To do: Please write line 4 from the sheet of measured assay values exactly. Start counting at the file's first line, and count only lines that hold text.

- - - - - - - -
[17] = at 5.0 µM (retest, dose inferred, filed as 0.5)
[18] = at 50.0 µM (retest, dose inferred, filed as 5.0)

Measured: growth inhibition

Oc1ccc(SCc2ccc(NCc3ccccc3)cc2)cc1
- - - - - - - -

Oc1ccc(SCc2ccc(NCc3ccccc3)cc2)cc1